The relevant statutory provision insofar as the courts of England and Wales are concerned is the Civil Jurisdiction and Judgments Order 2001 (SI 2001/3929), as amended. Insofar as it is relevant, pursuant to paragraph 9 of Schedule 1 to the Order:
(1) …the following provisions of this paragraph determine, for the purposes of the Regulation, whether an individual is domiciled in the United Kingdom or in a particular part of, or place in, the United Kingdom or in a state other than a Regulation State.
(2) An individual is domiciled in the United Kingdom if and only if—
(a)he is resident in the United Kingdom; and
(b)the nature and circumstances of his residence indicate that he has a substantial connection with the United Kingdom.
(4) An individual is domiciled in a particular place in the United Kingdom if and only if he—
(a)is domiciled in the part of the United Kingdom in which that place is situated; and
(b)is resident in that place…
(6) In the case of an individual who—
(a)is resident in the United Kingdom, or in a particular part of the United Kingdom; and
(b)has been so resident for the last three months or more,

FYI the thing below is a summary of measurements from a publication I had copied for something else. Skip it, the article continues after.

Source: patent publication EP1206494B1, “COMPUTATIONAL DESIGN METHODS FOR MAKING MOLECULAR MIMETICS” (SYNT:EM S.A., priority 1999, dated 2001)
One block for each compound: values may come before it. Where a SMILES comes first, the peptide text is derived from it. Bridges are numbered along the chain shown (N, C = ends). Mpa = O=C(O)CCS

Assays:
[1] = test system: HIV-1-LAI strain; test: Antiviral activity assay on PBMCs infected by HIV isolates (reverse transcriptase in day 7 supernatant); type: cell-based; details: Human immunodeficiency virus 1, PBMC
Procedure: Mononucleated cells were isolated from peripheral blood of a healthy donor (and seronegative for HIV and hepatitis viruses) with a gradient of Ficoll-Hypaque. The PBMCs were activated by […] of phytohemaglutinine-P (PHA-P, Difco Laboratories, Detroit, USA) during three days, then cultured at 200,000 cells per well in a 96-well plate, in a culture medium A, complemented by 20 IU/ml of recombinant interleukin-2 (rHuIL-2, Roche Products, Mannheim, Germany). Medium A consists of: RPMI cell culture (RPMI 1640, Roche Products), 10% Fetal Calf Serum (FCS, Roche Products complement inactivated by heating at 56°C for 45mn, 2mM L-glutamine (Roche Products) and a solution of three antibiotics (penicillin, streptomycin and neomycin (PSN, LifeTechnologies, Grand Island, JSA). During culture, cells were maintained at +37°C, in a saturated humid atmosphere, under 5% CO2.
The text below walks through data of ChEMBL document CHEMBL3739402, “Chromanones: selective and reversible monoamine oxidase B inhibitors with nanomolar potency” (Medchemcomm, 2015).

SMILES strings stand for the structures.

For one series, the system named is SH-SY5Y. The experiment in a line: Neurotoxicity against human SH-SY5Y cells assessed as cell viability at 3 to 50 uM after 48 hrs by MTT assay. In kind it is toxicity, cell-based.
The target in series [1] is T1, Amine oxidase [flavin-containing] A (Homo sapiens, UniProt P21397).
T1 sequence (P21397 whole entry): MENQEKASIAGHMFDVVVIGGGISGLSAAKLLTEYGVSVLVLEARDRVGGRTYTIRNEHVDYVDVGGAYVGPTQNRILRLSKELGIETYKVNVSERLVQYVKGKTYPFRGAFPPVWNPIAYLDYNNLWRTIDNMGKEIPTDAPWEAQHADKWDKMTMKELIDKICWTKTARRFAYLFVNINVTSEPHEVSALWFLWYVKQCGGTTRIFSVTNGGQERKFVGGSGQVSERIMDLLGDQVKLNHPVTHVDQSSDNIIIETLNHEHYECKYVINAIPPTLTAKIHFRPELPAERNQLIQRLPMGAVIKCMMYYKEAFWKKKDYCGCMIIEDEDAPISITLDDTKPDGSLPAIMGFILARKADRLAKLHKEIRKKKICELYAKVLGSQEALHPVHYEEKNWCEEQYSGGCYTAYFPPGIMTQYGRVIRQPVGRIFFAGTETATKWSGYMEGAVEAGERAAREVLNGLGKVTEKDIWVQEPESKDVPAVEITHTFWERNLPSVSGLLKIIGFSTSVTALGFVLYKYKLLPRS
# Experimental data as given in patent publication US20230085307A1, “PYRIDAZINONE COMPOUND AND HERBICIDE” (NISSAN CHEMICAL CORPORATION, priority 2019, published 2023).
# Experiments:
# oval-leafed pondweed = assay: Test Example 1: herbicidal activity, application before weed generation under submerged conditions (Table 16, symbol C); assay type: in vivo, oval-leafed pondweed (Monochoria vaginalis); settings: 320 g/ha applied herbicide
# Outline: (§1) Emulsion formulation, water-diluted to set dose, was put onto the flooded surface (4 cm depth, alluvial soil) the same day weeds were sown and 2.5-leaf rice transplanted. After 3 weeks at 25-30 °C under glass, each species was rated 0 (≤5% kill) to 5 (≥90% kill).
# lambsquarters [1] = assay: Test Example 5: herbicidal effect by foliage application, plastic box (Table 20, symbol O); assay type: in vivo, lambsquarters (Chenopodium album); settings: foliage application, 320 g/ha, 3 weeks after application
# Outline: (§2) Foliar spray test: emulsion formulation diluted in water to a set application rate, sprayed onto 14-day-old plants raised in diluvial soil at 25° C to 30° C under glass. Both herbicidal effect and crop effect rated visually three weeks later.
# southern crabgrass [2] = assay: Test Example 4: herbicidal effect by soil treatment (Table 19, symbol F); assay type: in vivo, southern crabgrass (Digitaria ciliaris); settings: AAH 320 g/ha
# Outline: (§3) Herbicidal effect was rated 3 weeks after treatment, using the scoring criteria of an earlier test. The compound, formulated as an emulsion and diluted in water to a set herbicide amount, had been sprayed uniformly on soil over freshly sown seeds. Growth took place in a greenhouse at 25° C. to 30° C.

the requirements of sub-paragraph (2)(b) or, as the case may be, sub-paragraph (3)(b) shall be presumed to be fulfilled unless the contrary is proved…”
There was no question but that the Claimant had been resident in England and Wales until April 2018, when he had gone to Germany solely for the purpose of seeking medical treatment. He provided a comprehensive witness statement in which he stated that he intended to return to England as soon as his treatment was completed, and set out (and evidenced) his continuing ties to the jurisdiction:
Against this background the Claimant contended that he remained resident in England for jurisdictional purposes after April 2018, although he was not himself physically present within the jurisdiction.